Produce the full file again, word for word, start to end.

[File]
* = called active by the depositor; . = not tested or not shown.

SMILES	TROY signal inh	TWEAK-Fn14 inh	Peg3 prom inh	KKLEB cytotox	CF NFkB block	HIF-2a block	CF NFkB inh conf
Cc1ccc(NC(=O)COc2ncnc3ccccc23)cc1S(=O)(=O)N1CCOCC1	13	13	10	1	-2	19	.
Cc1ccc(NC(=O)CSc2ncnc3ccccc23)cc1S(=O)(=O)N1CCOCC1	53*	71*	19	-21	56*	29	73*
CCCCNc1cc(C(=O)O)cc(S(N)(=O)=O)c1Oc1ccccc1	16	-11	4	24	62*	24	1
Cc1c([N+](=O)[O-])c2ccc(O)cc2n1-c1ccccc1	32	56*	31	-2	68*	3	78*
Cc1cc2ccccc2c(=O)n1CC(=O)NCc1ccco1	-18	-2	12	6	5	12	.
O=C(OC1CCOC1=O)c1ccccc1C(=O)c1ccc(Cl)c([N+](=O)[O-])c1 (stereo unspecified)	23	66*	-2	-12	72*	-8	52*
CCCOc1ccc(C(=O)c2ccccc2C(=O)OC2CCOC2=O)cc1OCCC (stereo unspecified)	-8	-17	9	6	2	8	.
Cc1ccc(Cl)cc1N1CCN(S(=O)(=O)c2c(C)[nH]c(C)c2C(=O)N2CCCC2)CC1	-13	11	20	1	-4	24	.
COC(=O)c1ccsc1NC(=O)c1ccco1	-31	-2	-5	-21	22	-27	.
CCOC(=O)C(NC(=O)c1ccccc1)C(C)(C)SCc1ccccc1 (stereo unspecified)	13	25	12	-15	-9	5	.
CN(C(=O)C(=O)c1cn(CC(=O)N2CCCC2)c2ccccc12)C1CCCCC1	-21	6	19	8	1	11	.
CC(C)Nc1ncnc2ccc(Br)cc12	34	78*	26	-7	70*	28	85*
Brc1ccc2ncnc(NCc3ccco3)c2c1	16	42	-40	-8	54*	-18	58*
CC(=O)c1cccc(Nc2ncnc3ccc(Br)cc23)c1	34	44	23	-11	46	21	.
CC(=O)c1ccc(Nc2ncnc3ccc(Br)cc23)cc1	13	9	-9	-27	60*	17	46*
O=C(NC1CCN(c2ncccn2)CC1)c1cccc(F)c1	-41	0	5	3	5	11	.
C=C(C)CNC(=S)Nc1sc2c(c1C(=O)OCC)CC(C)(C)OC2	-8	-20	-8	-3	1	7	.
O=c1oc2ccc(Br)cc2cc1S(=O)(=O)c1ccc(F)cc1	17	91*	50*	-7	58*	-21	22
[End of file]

* = called active by the depositor; . = not tested or not shown.

SMILES	TROY signal inh	TWEAK-Fn14 inh	Peg3 prom inh	KKLEB cytotox	CF NFkB block	HIF-2a block	CF NFkB inh conf
Cc1ccc(NC(=O)COc2ncnc3ccccc23)cc1S(=O)(=O)N1CCOCC1	13	13	10	1	-2	19	.
Cc1ccc(NC(=O)CSc2ncnc3ccccc23)cc1S(=O)(=O)N1CCOCC1	53*	71*	19	-21	56*	29	73*
CCCCNc1cc(C(=O)O)cc(S(N)(=O)=O)c1Oc1ccccc1	16	-11	4	24	62*	24	1
Cc1c([N+](=O)[O-])c2ccc(O)cc2n1-c1ccccc1	32	56*	31	-2	68*	3	78*
Cc1cc2ccccc2c(=O)n1CC(=O)NCc1ccco1	-18	-2	12	6	5	12	.
O=C(OC1CCOC1=O)c1ccccc1C(=O)c1ccc(Cl)c([N+](=O)[O-])c1 (stereo unspecified)	23	66*	-2	-12	72*	-8	52*
CCCOc1ccc(C(=O)c2ccccc2C(=O)OC2CCOC2=O)cc1OCCC (stereo unspecified)	-8	-17	9	6	2	8	.
Cc1ccc(Cl)cc1N1CCN(S(=O)(=O)c2c(C)[nH]c(C)c2C(=O)N2CCCC2)CC1	-13	11	20	1	-4	24	.
COC(=O)c1ccsc1NC(=O)c1ccco1	-31	-2	-5	-21	22	-27	.
CCOC(=O)C(NC(=O)c1ccccc1)C(C)(C)SCc1ccccc1 (stereo unspecified)	13	25	12	-15	-9	5	.
CN(C(=O)C(=O)c1cn(CC(=O)N2CCCC2)c2ccccc12)C1CCCCC1	-21	6	19	8	1	11	.
CC(C)Nc1ncnc2ccc(Br)cc12	34	78*	26	-7	70*	28	85*
Brc1ccc2ncnc(NCc3ccco3)c2c1	16	42	-40	-8	54*	-18	58*
CC(=O)c1cccc(Nc2ncnc3ccc(Br)cc23)c1	34	44	23	-11	46	21	.
CC(=O)c1ccc(Nc2ncnc3ccc(Br)cc23)cc1	13	9	-9	-27	60*	17	46*
O=C(NC1CCN(c2ncccn2)CC1)c1cccc(F)c1	-41	0	5	3	5	11	.
C=C(C)CNC(=S)Nc1sc2c(c1C(=O)OCC)CC(C)(C)OC2	-8	-20	-8	-3	1	7	.
O=c1oc2ccc(Br)cc2cc1S(=O)(=O)c1ccc(F)cc1	17	91*	50*	-7	58*	-21	22